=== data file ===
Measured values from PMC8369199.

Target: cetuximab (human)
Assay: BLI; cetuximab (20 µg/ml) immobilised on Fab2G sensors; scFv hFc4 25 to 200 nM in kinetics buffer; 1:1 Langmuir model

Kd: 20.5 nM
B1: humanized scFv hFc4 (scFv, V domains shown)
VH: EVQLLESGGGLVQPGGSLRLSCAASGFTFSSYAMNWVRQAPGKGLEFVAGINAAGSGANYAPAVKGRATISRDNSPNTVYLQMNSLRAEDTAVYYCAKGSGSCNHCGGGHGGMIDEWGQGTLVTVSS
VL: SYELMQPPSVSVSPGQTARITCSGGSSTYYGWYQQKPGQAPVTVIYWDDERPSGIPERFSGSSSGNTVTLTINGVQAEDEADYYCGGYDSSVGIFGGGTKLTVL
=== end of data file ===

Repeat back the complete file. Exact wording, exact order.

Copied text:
Measured values from PMC8369199.

Target: cetuximab (human)
Assay: BLI; cetuximab (20 µg/ml) immobilised on Fab2G sensors; scFv hFc4 25 to 200 nM in kinetics buffer; 1:1 Langmuir model

Kd: 20.5 nM
B1: humanized scFv hFc4 (scFv, V domains shown)
VH: EVQLLESGGGLVQPGGSLRLSCAASGFTFSSYAMNWVRQAPGKGLEFVAGINAAGSGANYAPAVKGRATISRDNSPNTVYLQMNSLRAEDTAVYYCAKGSGSCNHCGGGHGGMIDEWGQGTLVTVSS
VL: SYELMQPPSVSVSPGQTARITCSGGSSTYYGWYQQKPGQAPVTVIYWDDERPSGIPERFSGSSSGNTVTLTINGVQAEDEADYYCGGYDSSVGIFGGGTKLTVL